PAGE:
Comments About the Cover: I love that there’s someone wearing a hijab on the cover, but it’s hard to see this because Farah is so small in comparison to everything around her. I wish Farah was drawn just a little bit bigger. 

In exchange for an honest review, this book was received from the publisher (Simon and Schuster Canada) for free.

Monday, April 24, 2017

Review: Heartless by Marissa Meyer

From Goodreads: Catherine may be one of the most desired girls in Wonderland and a favorite of the unmarried King, but her interests lie elsewhere. A talented baker, she wants to open a shop and create delectable pastries. But for her mother, such a goal is unthinkable for a woman who could be a queen. At a royal ball where Cath is expected to receive the King’s marriage proposal, she meets handsome and mysterious Jest. For the first time, she feels the pull of true attraction. At the risk of offending the King and infuriating her parents, she and Jest enter into a secret courtship. Cath is determined to choose her own destiny. But in a land thriving with magic, madness, and monsters, fate has other plans.

My Rating: Somewhere between 3 and 3.5 hearts 

Thoughts on the Novel: Having loved Marissa Meyer’s The Lunar Chronicles, I finally decided to get around to reading Heartless, which gives a backstory for the Queen of Hearts. Now, I’ve never read Lewis Carroll’s Alice in Wonderland, but I grew up watching Disney’s version and always found Wonderland very bizarre. Meyer stays true to that feel by incorporating talking animals and featuring prominent characters like the Mad Hatter, the Cheshire Cat, and the Caterpillar.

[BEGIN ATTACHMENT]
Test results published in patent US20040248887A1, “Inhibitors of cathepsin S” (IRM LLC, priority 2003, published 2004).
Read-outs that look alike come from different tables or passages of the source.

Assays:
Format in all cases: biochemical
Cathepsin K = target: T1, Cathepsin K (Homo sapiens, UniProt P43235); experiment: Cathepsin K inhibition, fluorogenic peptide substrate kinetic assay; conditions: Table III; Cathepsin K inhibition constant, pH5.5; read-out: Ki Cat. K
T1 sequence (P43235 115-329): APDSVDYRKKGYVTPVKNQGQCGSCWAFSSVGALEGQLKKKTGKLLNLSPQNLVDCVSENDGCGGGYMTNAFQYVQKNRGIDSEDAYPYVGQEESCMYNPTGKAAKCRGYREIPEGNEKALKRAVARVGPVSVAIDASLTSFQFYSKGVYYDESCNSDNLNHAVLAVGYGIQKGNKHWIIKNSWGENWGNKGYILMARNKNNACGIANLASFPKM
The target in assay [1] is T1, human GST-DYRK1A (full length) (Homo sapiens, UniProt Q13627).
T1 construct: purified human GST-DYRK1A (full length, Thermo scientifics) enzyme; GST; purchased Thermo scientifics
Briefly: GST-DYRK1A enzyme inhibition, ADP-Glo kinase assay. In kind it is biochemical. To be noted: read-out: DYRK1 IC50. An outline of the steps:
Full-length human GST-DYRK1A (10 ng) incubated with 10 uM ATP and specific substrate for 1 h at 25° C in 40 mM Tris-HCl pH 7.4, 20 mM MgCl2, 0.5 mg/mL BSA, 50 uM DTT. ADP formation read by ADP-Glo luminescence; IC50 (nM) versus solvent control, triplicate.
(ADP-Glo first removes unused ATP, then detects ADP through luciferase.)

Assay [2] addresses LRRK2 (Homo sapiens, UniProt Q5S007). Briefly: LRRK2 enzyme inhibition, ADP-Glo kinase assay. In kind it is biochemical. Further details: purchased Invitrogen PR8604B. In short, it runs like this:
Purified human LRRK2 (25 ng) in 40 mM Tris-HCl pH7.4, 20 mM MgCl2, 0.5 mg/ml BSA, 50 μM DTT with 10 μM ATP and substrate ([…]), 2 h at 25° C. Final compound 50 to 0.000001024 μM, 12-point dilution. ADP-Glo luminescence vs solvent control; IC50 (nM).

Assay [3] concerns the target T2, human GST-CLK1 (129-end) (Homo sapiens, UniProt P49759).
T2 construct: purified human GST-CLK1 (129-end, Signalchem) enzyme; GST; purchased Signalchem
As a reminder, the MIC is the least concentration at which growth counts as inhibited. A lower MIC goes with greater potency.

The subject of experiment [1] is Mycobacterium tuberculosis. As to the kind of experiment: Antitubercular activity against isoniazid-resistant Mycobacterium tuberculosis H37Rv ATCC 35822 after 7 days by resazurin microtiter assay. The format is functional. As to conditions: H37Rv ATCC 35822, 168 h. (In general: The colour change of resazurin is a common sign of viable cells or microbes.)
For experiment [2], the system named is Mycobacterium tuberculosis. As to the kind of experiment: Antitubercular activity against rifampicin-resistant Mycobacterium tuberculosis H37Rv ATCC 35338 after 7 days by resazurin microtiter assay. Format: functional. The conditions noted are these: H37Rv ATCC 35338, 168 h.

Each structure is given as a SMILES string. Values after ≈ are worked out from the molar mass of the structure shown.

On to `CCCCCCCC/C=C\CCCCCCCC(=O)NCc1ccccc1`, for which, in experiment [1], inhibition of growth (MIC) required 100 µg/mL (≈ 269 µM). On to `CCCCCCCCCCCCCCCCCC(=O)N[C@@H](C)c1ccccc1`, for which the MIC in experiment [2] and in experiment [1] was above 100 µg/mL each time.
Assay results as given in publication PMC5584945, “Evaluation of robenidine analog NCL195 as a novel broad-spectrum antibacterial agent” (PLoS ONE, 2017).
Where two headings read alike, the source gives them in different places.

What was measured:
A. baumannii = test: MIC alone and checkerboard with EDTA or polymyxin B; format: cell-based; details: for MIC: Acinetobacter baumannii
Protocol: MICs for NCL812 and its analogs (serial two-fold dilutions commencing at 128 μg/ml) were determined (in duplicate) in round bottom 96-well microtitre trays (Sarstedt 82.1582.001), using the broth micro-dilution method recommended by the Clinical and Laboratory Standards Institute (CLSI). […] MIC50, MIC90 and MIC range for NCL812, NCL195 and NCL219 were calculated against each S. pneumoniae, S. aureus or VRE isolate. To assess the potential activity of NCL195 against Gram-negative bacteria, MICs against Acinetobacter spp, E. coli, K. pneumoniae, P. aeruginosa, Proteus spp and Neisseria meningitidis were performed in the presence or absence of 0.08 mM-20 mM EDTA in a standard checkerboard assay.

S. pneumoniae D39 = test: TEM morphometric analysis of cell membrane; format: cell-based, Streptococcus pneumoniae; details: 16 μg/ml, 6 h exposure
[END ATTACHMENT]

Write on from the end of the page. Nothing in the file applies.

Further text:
Unlike her previous heroines though, Meyer’s Catherine is a dreamer rather than a doer, which is probably why I didn’t really like her. Cath wishes to have a bakery – the descriptions of the desserts in Heartless will have you salivating! – but isn’t truly willing to go against her parents’ desires, and so just ends up moaning about not wanting to be married and deluding herself into thinking that she’ll become the finest baker in Hearts someday.

Another aspect of the story that I wasn't fond of was the insta-love romance. I found it very hard to believe that Cath and Jest loved each other after only a short amount of time spent together. As a result, although it was no surprise, I found it ridiculous that the explanation given for why the Queen of Hearts is so unfeeling is because Cath couldn’t get over Jest’s death and therefore gave away her heart.

Heartless was released November 2016 by Feiwel & Friends. 

Comments About the Cover: The black and red design, centred by a crown, is perfect for a story about the Queen of Hearts.

Thursday, April 13, 2017

Mini Reviews: Literally by Lucy Keating and The Freemason's Daughter by Shelley Sacker

From Goodreads: Annabelle’s life has always been Perfect with a capital P. Then bestselling young adult author Lucy Keating announces that she’s writing a new novel - and Annabelle is the heroine. It turns out, Annabelle is a character that Lucy Keating created. And Lucy has a plan for her. But Annabelle doesn’t want to live a life where everything she does is already plotted out. Will she find a way to write her own story - or will Lucy Keating have the last word? 

My Rating: 2 hearts 

Thoughts on the Novel: Literally by Lucy Keating had the potential to be really interesting. Instead, it turned out to be a rather unoriginal contemporary with a love triangle where there was no doubt about who the protagonist would choose. The idea of Keating incorporating herself into the story was very meta, but I quickly got tired of Annabelle referencing the author Keating’s books, movies, and writing style. I think I would have liked Literally much more had Annabelle realized that she was a fictional character later in the story or Will been written to be less perfect.  

Literally was released on April 11, 2017 by HarperTeen. 

In exchange for an honest review, this book was received from the publisher (HarperCollins) for free via Edelweiss.